There are differing opinions about just how price sensitive the average horseplayer or sports bettor is, but if Kentucky essentially eliminates breakage, it would be a good test case. Breakage losses for bettors come on top takeout rates from parimutuel pools, which vary by wager type and track, but average out to about 20% nationwide. That is significantly higher than the traditional vigorish on a sports wager at a sportsbook.

The New York Racing Association (NYRA), which has the best breakage situation in the nation and operates its own ADW, NYRA Bets, declined requests for an interview with CEO David O’Rourke, but issued a statement.

“NYRA considers it an obligation to look after the best interests of horseplayers,” the statement from spokesman Patrick McKenna said. “NYRA, along with a number of industry stakeholders, are in agreement that there are legacy aspects of the parimutuel system that should be revisited. This is especially important with the rapid expansion of the sports betting marketplace. Breakage regulations differ by jurisdiction, and NYRA would welcome a broader conversation around the uniform modernization of pari-mutuel wagering regulations.”

O’Rourke expounded upon those thoughts at the University of Arizona’s Global Symposium on Racing in December.

“I do think it needs to be reexamined, and I’d love to do it industrywide, so it was consistent — create a model for it,” O’Rourke said during a panel discussion when asked about the pricing aspects of breakage and takeout. “As the product evolves and we merge into what I believe is our opportunity in sports betting, our product is going to change. It will evolve. And the things you are pointing out are sore-spot aspects that we need to really, really reexamine.”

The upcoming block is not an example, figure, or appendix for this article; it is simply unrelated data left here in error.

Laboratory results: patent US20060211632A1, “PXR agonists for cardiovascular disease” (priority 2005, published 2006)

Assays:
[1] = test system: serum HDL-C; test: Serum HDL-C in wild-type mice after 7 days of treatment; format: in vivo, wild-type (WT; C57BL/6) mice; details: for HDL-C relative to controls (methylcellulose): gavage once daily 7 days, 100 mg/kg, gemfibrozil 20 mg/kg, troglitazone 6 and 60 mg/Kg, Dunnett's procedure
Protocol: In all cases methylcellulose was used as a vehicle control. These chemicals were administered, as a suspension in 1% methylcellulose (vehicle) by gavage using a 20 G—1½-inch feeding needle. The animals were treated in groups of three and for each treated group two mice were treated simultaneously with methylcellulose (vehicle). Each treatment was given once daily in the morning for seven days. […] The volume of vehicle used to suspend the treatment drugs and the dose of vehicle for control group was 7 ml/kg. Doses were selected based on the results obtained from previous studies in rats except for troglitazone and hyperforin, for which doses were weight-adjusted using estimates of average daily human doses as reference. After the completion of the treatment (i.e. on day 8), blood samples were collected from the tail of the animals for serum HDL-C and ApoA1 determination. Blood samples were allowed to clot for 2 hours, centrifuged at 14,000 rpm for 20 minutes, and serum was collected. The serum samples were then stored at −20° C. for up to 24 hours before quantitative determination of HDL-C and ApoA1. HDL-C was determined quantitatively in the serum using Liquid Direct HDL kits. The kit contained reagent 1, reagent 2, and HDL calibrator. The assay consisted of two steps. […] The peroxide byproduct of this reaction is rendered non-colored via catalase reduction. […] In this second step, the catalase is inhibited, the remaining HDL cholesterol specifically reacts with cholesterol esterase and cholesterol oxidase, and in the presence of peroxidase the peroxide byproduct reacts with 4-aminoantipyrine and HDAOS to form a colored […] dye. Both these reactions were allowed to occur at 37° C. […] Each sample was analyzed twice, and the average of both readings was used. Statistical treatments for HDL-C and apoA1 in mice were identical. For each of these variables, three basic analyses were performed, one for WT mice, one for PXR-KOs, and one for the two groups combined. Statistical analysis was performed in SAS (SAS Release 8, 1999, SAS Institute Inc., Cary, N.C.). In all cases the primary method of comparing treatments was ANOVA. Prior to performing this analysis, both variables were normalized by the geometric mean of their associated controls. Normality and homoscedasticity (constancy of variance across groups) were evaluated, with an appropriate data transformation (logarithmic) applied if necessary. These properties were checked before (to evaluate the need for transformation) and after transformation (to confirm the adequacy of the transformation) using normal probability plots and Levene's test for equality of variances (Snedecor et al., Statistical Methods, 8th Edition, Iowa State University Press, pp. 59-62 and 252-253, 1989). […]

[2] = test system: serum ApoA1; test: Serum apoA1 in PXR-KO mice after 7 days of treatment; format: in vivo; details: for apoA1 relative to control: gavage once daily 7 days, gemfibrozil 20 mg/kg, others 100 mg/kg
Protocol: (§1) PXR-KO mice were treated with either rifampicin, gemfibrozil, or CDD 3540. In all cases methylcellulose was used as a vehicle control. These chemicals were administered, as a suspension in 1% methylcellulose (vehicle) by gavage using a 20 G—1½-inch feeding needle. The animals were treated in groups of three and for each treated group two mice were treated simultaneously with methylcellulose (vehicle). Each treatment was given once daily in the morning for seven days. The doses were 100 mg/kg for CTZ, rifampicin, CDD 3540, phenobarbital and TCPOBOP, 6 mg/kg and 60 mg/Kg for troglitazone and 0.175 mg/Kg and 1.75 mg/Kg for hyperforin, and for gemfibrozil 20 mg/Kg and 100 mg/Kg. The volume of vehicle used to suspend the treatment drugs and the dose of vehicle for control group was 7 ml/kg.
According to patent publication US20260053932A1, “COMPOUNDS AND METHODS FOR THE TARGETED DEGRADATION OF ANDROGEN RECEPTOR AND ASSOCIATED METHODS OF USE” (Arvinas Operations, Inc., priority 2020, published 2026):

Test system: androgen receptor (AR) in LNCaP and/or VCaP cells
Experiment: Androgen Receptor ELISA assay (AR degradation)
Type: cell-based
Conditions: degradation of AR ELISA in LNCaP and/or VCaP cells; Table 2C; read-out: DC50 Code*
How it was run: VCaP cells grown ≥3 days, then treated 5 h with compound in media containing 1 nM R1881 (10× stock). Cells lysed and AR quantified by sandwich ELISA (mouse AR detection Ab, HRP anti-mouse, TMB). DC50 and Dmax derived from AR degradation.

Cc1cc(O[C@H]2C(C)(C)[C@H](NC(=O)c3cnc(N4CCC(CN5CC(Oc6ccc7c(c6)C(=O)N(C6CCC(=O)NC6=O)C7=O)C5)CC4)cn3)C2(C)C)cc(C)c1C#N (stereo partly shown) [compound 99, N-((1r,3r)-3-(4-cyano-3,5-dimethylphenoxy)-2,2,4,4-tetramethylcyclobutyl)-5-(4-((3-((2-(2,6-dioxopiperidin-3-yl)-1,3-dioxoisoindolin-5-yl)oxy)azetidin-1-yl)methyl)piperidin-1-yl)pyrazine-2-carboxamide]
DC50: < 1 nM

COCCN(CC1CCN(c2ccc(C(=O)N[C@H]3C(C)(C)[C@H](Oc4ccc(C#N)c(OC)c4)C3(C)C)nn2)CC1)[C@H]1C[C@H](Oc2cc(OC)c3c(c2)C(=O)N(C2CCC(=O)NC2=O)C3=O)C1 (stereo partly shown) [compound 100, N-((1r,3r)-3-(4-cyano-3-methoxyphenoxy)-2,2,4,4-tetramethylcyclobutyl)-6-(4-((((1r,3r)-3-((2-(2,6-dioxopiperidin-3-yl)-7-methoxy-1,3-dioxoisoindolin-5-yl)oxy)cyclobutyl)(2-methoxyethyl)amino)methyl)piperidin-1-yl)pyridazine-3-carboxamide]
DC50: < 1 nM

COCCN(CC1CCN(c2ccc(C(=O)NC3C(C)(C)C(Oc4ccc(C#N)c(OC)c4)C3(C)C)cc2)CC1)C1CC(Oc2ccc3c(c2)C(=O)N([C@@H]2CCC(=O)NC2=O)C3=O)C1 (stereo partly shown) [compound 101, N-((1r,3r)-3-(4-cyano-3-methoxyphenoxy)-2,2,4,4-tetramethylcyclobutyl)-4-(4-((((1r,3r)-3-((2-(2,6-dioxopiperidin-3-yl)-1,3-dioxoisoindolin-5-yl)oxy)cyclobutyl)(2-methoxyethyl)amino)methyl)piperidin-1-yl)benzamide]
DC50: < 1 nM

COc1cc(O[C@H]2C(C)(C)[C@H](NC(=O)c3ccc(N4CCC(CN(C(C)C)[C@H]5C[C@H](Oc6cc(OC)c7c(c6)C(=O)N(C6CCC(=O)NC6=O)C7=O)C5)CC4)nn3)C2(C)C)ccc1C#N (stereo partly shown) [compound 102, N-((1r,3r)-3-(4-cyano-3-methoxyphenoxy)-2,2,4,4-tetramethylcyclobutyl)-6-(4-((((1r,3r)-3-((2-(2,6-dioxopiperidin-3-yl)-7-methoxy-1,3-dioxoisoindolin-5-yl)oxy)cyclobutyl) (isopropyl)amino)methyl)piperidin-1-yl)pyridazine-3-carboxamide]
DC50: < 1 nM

If those aspects have been reexamined, however, they have not been acted upon widely. Takeout rates have largely remained the same across the industry, including what some describe as predatory jackpot-style bets that feature effective takeouts in the neighborhood of 40-50%, although NYRA did ditch its jackpot Pick 6 in 2021 in favor of a traditional Pick 6.

But Koenig and Thayer are optimistic about how penny breakage could make Kentucky horse racing a more attractive betting product.

“For someone like me, who likes to spend his free time on his computer betting at home, usually at a Kentucky track, that breakage will add up,” Koenig said. “If you’re getting back $2.35 instead of $2.20 or $2.75 instead of $2.60, after a while, why would you bet anywhere else?”

“People vote with their feet and people also bet with their feet,” Thayer added. “If we can get the breakage situation taken care of, it will change the narrative and other jurisdictions will have to respond.”

Other states have different circumstances

For a state like California, which does not have any gaming subsidies for racing and lacks the cash cow that is HHR to print money for the industry, it’s hard to imagine much change. California operators took in more than $7.5 million in breakage in fiscal year 2020-21, according to the California Horse Racing Board (CHRB). Kentucky brought in $9.3 million in breakage for its most recent fiscal year, according to the TIF.

“We are watching with interest regarding what Kentucky is doing,” CHRB executive director Scott Chaney said in a statement. “We agree that California should continually look for ways to reward the wagering public and encourage betting on races, especially in our state.”

But many involved in horse racing have heard these platitudes, on varying topics, for decades. And although it is speculative, some contend breakage returned to bettors would just end up back into parimutuel pools, which would lead to greater churn and benefit the industry.

So proponents of eliminating breakage have a simple question: Is there a rational case to be made as to why operators should retain breakage instead of it being returned to bettors? If there is, nobody has made that case. So why has it remained?

“It’s been 30 years [since New York changed its breakage model]. I’m waiting for somebody else to do something,” Crist said. “I’m not going to count those chickens. The world has changed and the accounting has changed. There’s no reason not to pay to the penny. I’d love to hear someone stand up and give a reason for why we should still have 20-cent breakage [off a $2 base wager], because there isn’t one.”

Photo: Tommy Gilligan/USA TODAY